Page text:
This is not your beautiful OutRun…
RELEASE DATE: 1989 – (EU)
Just when you thought your head was safe from bulky, constrictive peripherals, along comes OutRun 3-D to remind you that, yes, Sega’s 3-D glasses are as uncomfortable as you remember. Lest we forget, OutRun had already been ported to the Master System in 1987. The conversion, while unable to replicate the arcade’s Super Scaler splendor, worked just fine within the console’s limitations. OutRun 3-D does not work fine. OutRun 3-D barely works at all. Sure, it resembles the original, but along with some course layout changes and a couple new musical tracks, the graphics, sense of speed, and overall play experience have been downgraded from Ferrari Testarossa to Geo Metro.
Kinda feels honey mustard out today, you know?
The principle of OutRun – to drive a sports car top-down through exotic locales with a buxom blonde at your side – has not changed, but the atmosphere has. Whereas the original OutRun‘s vistas were colorful and bright, OutRun 3-D‘s environments are muted, dull, and scratchy, like someone took sand paper and rubbed it all over the source code. This certainly has something to do with the 3-D, which only half works on a good day. Rather than roads popping off the screen right before your tired eyes, you’ll see flickery textures and jittery turns, like the game can’t decide if it wants to display the action or not. Playing in 2D – a blessed option, this time around – is better, if only to spare your eyes. 2D does not, however, help the poor graphics from resembling waste on your Testarossa’s tires.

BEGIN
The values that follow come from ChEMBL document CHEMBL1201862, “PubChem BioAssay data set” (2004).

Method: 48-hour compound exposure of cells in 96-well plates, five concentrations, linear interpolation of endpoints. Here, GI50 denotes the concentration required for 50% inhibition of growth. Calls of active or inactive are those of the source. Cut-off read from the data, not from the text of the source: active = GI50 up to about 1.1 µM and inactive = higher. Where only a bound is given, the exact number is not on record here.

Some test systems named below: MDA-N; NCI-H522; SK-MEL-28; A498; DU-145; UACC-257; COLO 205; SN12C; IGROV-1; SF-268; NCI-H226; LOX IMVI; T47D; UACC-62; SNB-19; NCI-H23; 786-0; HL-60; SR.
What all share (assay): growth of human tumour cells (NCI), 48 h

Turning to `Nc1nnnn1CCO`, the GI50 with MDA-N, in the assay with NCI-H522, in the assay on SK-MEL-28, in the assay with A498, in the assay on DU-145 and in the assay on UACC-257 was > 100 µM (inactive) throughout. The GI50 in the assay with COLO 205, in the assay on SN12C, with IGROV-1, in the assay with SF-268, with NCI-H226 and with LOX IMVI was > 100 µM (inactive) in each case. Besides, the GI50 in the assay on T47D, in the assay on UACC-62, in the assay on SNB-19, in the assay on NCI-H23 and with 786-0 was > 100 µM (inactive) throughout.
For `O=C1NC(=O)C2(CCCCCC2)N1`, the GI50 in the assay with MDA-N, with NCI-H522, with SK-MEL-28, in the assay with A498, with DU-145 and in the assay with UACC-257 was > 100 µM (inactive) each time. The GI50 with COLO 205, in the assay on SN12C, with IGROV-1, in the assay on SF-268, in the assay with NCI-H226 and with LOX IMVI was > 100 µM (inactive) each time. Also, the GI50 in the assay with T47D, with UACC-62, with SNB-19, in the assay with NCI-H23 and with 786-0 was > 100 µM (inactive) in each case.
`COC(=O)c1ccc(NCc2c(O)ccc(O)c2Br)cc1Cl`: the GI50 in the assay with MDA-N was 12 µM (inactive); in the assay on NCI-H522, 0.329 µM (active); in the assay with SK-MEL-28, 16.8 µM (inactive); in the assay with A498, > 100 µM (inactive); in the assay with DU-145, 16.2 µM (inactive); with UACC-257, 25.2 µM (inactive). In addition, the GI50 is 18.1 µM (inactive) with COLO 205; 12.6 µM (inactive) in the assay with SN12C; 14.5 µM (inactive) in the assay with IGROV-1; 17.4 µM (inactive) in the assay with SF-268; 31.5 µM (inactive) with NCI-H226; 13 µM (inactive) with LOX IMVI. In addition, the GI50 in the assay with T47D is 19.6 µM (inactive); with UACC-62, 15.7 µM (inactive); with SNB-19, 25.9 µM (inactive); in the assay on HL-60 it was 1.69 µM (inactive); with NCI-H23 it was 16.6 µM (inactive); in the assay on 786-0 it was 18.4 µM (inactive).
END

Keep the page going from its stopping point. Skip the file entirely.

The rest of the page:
Wow, it’s like I can see through the very fabric of time and space!
Praises be to Sega’s savior, the Third-Dimension and his Wonder Glasses, that the 3-D renders the driving as slow and careful as a Sunday jaunt to church. Your Testarossa’s speedometer might read 285 km/hr, but your gut will cry 20 mph school zone. Taking sharp turns now only requires a single brake application before you can “hit the gas” again. While the slow speed actually makes the game easier (this is likely why Sega included difficulty options), if you run into a tree or a car, your crash will be so slow and stylized that you’ll likely miss your check point.
There were no survivors…
As in the original game, there are five different course routes you can take, along with five endings that occur as you reach the end of the route. All of your favorite courses are here – Coconut Beach, Devil’s Canyon, Cloudy Mountain, etc. – but the layouts change slightly, depending on the difficulty you choose. The remixed courses feel shorter and less harrowing than the original OutRun‘s, but that could be a misperception caused by the 3-D choppiness. Also, while the three new musical tracks fit in with the traditional OutRun sound, you don’t have to play the game to listen to ’em. Just access the sound test in the menu screen by pressing ‘Start.’
The River of Slime from “Ghostbusters II” becomes a reality.
Thanks to the 3-D technology that the Master System could never handle, OutRun 3-D shifts a competent driving title to a game that you wouldn’t give your least favorite gaming journalist. But hey! At least it’s not Space Harrier 3D.